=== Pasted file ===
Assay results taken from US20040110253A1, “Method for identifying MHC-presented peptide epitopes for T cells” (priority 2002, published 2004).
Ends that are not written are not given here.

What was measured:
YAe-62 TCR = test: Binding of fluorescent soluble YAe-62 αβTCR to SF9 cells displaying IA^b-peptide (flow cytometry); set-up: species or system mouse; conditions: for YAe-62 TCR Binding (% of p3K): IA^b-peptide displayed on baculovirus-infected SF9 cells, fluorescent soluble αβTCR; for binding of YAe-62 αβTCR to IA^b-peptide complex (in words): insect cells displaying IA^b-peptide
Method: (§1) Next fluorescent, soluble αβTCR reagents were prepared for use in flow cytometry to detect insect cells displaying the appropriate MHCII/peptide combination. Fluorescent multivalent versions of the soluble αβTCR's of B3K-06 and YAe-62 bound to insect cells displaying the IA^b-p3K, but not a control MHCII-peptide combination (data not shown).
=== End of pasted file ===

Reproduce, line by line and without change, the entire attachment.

Assay results taken from US20040110253A1, “Method for identifying MHC-presented peptide epitopes for T cells” (priority 2002, published 2004).
Ends that are not written are not given here.

What was measured:
YAe-62 TCR = test: Binding of fluorescent soluble YAe-62 αβTCR to SF9 cells displaying IA^b-peptide (flow cytometry); set-up: species or system mouse; conditions: for YAe-62 TCR Binding (% of p3K): IA^b-peptide displayed on baculovirus-infected SF9 cells, fluorescent soluble αβTCR; for binding of YAe-62 αβTCR to IA^b-peptide complex (in words): insect cells displaying IA^b-peptide
Method: (§1) Next fluorescent, soluble αβTCR reagents were prepared for use in flow cytometry to detect insect cells displaying the appropriate MHCII/peptide combination. Fluorescent multivalent versions of the soluble αβTCR's of B3K-06 and YAe-62 bound to insect cells displaying the IA^b-p3K, but not a control MHCII-peptide combination (data not shown).